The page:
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Comment: Illustrating Basic - Donald Alcock (Score 1) 700

It may seem crude and irrelevant today but had I not read that book sometime in the late 70s / early 80s I would not be:

Typing this post on slashdot
Sitting in front of this computer
Living in this country

(It remains to be seen if any of the above are good things...)

http://www.amazon.com/Illustrating-BASIC-Donald-G-Alcock/dp/0521217032

Comment: Re:been there done that (Score 2) 165

I have no mod points and parent is already +5 but YES! YES! YES!

You cannot imagine how frustrating it is to send a mail to a site admin on another continent saying something like:

  "Our intrusion detection systems - for which the company invested hundreds of thousands of dollars, not to mention the countless man hours configuring, testing and analyzing results - have identified that the PC named X, connected to port Y of switch Z is clearly virused. It appears to be sharing a mini-switch with computers A,B,C,D, and E so if we shut down the port we cut off all the other computers too. Could you take a look at PC X? By the way - don't forget the possible consequences of remotely logging into a networked, virused PC with your domain adminstrator credentials" ... and receive the response:
"Well I know which building that is but there are hundreds of computers in there. It would take me days to find it. I'll just wait until the user calls in with a problem"

System Administrators everywhere: If you cannot walk straight to a machine on your wired network given its Name, switchport or IP address you are not administrators but passengers.

You really do need to know the physical location of the jacks connected to every port on your wiring closet's patch panels, using any of the ideas mentioned in the above comments. Then you need to know which port of your switch connects to which jack on the patch panel. The people who already have patch cables with idents at both ends are probably not going to be the people with problems, but for those who don't it is never too late to start. I bought a load of laser printable cable labels and printed long numbers (and corresponding barcodes) on them. It takes me about 40 seconds to put idents on both ends of a new patch cable and saves me hours tugging at cables to see what moves or unplugging them to see which light goes out.

Never identify your cables with names like 'server-1' because it WILL be used for something else one day but will not be re-labled. Just put an identifier which is unique to each cable at both ends of the cable. You can then easily look at every port of your patch panel and note which cable ends there, then look at every port of your switches and note which cable starts there. Once you have done it the first time it doesn't take much time to audit it from time to time. Although it is not much work to write a script to generate a list of which cable goes where, just using the search feature of any text editor should enable you to find source and destination for any cable, and from that you should be able to work out the location of any computer given its switchport.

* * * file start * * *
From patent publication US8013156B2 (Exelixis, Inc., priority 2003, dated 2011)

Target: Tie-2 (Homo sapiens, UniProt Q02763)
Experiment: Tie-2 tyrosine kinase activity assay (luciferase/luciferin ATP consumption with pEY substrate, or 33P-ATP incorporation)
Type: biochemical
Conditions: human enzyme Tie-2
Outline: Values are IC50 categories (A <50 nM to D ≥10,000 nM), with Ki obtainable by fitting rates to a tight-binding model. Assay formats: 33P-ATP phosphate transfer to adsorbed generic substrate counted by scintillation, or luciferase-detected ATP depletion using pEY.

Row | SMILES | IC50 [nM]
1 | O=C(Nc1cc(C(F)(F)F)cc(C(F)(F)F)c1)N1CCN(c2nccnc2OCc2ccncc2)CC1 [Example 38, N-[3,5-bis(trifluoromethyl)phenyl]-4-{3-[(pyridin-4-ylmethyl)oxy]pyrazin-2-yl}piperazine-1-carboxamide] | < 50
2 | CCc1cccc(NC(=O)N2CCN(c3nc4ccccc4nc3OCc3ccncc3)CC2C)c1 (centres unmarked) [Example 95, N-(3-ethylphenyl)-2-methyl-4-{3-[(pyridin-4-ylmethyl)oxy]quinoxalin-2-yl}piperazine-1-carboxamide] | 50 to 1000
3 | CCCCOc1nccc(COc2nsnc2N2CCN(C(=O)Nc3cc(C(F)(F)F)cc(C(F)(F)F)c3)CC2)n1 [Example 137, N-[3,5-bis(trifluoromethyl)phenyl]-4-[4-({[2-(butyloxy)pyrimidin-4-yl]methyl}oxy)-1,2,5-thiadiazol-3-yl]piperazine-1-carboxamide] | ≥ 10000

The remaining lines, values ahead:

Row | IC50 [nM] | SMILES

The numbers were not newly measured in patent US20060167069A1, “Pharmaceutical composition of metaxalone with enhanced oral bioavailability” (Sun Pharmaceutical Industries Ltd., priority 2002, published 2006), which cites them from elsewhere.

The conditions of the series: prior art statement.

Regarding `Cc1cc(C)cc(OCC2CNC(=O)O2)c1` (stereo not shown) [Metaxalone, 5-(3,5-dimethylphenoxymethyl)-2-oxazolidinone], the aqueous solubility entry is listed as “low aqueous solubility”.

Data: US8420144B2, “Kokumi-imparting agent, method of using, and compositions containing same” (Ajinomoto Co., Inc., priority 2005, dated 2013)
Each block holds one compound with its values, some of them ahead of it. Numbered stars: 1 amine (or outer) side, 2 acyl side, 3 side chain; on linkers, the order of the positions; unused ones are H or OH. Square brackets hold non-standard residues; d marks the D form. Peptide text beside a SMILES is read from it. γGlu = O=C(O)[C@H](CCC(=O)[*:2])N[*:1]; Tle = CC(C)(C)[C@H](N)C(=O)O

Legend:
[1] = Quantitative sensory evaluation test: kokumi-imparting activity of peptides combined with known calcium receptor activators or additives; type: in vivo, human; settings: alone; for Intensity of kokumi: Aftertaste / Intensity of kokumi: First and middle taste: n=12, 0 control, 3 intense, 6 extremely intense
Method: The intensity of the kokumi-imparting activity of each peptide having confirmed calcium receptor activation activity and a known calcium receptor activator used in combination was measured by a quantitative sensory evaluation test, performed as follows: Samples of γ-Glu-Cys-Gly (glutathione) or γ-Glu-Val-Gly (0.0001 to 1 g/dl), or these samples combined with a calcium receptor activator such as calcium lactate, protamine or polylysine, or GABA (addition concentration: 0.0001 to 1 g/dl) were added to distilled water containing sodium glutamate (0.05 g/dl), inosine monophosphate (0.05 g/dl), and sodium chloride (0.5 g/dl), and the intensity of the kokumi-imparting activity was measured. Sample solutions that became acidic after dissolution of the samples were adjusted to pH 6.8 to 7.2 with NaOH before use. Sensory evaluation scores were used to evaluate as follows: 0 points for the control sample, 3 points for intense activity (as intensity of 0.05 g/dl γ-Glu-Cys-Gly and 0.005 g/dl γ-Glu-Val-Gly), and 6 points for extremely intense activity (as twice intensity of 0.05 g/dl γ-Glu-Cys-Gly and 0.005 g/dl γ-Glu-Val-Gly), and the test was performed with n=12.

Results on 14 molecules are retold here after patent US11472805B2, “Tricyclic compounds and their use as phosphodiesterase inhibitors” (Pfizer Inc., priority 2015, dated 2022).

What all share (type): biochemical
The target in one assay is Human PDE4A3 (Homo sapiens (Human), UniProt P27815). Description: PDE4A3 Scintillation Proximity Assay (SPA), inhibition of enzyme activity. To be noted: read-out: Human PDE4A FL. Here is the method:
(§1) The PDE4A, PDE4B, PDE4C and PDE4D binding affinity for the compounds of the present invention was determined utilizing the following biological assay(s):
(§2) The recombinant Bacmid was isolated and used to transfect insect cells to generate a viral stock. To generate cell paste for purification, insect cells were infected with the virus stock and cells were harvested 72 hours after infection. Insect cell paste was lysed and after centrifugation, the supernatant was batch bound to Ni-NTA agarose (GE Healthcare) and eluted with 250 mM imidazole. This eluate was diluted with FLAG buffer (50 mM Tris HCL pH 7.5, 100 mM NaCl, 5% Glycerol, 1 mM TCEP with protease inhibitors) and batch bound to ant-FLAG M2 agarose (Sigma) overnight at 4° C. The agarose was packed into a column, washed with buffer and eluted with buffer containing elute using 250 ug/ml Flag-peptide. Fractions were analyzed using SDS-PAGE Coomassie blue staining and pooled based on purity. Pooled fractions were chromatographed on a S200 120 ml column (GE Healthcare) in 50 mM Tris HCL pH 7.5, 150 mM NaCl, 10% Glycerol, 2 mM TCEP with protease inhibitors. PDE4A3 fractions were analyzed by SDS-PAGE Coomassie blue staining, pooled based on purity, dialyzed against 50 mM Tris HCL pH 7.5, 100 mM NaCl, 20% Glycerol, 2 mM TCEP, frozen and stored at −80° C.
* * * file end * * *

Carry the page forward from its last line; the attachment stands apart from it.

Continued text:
There are lots of ways to map your site retroactively. Some work well and some don't.
Having every computer's name include the user's name works nicely in conjunction with the company phone list, but doesn't work well for lab PCs
If you are using VOIP telephones with internal mini-switches so the computer plugs into the phone you are laughing - just talk to your phone switch administrator if that isn't you. Disclaimer: I only have experience of Cisco VOIP phones. Again - lab PCs are a problem
Use your managed switches' spantree information to list which macs are on which ports, use your router's arp table to list which IP addresses are associated with which macs. If you live in Windows land use NBTSTAT -A (ip address) or preferably use nbtscan to find which mac and Computer name correspond to which IP. When you have seen what the data looks like - script it. It doesn't take long. Script Hint: Macs will appear on several different switches, most of them being on the inter-switch link. The port with the smallest number of connected machines is probably the port the mac is really connected to.
I set up my system before we had IP phones so for my sites the system was simple. The wiring closet is locked and no changes are made until they are documented. The engineers I supported would not make changes to the product without documentation and approval, the beancounters I supported would not make payments without documentation and approval, so why should IT be so unprofessional as to make undocumented changes to the nerve system of the company?

Tools used?